Local inflammation after wound healing is likely under-reported, since suture extrusion is a common and benign complication of surgical wounds, often overlooked by patients and general practitioners. Drake and coworkers  clearly demonstrated that this phenomenon depends both on the material (Vicryl is more prone to extrusion than Polysorb) and on the volume (the more knots, the higher the risk). On the other hand, some cases of foreign-body reactions to suture material might have been classified as surgical site infection with false-negative cultures, since histological samples are not routinely collected by all surgeons. It is well known that preoperative culture sensitivity is only fair (0.70 from joint aspiration in infected THA according to Qu et al. , and possibly lower from sinus discharge swabs), and even intraoperative culture sensitivity is suboptimal (0.94 according to Spangehl et al. ). Dealing with a supposed periprosthetic joint infection with no positive cultures is thus not an exceptional experience for orthopaedic surgeons.
However, in the presented cases several elements make occult infection extremely unlikely: multiple cultures (preoperative swabs, three intraoperative samples and postoperative cultures on drain tips) were negative without any preoperative antibiotic administration, the histological examination found a mixed inflammatory infiltrate with lymphomonocytes prevailing over neutrophils, and the relapses self-healed after complete suture absorption or extrusion.
Remarkably, in our patient #2, who received a subsequent contralateral THA sutured with undyed Polysorb™, made of Lactomer (another glycolide/lactide copolymer) coated with a mixture of a caprolactone/glycolide copolymer and calcium stearoyl lactylate, the absorption phase was not uneventful, although the reaction was milder than after the first surgery. The role of the suture material therefore seems to be important, but likely less important than the patient’s aptitude to foreign-body reaction.
In conclusion, the five cases described to date allow us to define a somewhat novel complication of total hip replacement, the suture-related pseudoinfection (SRPI). SRPI is characterized by local and systemic signs of inflammation occurring 6–9 weeks after THA, when sutures are absorbed. A sterile abscess is usually located in the subcutaneous tissue, with possible superficial seropurulent drainage and deep extension through the fascia. The phenomenon cannot be reliably differentiated from a postoperative infection at the time of its presentation, and only the negative result of all the microbiological samples, the benign course and the histological examination allow the differential diagnosis, which is always ex post. Thus, even though this complication might possibly self-heal after complete absorption of the foreign material, we strongly advice against nonsurgical management, which would surely worsen the prognosis of a true, more common postoperative infection.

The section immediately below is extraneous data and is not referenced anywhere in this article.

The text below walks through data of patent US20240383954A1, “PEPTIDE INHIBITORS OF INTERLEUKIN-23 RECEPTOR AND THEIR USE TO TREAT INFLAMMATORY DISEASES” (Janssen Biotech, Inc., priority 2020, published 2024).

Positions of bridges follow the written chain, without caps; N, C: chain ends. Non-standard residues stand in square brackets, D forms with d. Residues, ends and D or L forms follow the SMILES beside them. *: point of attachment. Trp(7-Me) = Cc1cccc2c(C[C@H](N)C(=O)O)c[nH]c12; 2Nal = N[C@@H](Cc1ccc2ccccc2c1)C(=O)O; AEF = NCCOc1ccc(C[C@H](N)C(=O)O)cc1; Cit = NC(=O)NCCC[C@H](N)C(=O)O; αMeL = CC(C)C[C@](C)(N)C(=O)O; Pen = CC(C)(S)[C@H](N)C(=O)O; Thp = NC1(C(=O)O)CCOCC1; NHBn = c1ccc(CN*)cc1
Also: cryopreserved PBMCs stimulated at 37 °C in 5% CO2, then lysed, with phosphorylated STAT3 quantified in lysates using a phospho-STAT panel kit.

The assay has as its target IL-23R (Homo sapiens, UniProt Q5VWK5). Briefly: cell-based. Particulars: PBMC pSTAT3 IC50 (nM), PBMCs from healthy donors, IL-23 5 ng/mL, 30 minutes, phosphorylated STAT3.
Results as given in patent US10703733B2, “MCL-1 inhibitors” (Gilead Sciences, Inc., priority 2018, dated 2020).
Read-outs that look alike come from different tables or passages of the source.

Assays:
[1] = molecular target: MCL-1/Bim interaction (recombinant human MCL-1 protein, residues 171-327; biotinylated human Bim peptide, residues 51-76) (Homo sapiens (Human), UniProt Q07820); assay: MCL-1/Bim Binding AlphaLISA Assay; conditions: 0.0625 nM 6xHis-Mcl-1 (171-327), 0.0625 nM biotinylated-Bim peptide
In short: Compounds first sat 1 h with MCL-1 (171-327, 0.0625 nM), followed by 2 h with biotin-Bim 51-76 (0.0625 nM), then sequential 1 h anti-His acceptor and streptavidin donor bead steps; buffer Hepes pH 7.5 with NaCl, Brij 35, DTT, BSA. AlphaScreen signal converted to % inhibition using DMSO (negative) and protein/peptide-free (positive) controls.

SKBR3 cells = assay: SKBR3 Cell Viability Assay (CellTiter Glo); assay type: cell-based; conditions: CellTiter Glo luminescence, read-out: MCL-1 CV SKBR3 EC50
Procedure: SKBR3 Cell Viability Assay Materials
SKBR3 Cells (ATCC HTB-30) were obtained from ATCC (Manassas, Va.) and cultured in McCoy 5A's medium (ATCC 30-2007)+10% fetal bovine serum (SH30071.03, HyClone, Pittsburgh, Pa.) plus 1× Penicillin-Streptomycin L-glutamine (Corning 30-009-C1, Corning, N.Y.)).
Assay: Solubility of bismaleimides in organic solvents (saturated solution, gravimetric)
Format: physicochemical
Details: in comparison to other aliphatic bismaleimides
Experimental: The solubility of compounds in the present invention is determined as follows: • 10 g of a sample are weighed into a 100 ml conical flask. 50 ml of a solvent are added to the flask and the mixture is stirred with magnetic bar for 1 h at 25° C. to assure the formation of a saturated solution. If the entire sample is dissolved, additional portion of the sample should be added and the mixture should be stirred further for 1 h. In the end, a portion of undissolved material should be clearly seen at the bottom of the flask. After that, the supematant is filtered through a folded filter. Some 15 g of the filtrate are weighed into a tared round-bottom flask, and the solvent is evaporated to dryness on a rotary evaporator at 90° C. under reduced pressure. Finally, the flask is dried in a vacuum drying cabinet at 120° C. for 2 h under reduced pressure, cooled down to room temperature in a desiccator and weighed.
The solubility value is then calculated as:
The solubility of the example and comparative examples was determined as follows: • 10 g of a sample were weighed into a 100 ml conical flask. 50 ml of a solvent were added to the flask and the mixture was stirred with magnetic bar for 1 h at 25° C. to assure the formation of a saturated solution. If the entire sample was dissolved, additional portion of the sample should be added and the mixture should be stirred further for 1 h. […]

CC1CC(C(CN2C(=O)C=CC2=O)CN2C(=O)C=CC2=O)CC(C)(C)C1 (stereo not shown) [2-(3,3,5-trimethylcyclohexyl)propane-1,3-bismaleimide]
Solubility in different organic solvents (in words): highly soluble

The awareness of this exceptional phenomenon leads to some clinical considerations. First, the principle that only early periprosthetic joint infections are eligible for simple irrigation and debridement should not be overemphasized. If strict exclusion criteria were applied [4, 9–12], some of the reported five patients might have been candidates for two-stage revision arthroplasty, since more than 6 weeks had elapsed from implantation and no microbiological diagnosis was available. The acute onset and the short interval from onset to treatment, rather than from implantation to onset, should be considered a relevant positive factor in favour of a prosthesis-sparing surgery. Second, histological specimens should always be collected when potential periprosthetic joint infections are debrided. Third, the smallest possible volume of suture material should be left in every wound, especially in the subcutaneous tissue, where little tensile strength is required and foreign-body reactions seem to be more devastating due to extensive fat necrosis. In our routine surgical practice, deep subcutaneous suture after THA is now obtained with #0 suture only (instead of using two or three #2 stitches), and the number of knots has been reduced from four to three. Fourth, if a SRPI is suspected, closing the wound after ID with a suture material with low propensity to induce foreign-body reaction might lower the chance and the severity of possible recurrences.
The authors thank Antonia Parafioriti, MD, and Elisabetta Ammiraglio, MD, from the Gaetano Pini Orthopaedic Institute Pathology Service for the histopathological investigations.
Conflict of interest
The authors certify there is no actual or potential conflict of interest in relation to this article.
The patients provided informed consent to the publication of their case reports.
Open AccessThis article is distributed under the terms of the Creative Commons Attribution License which permits any use, distribution, and reproduction in any medium, provided the original author(s) and the source are credited.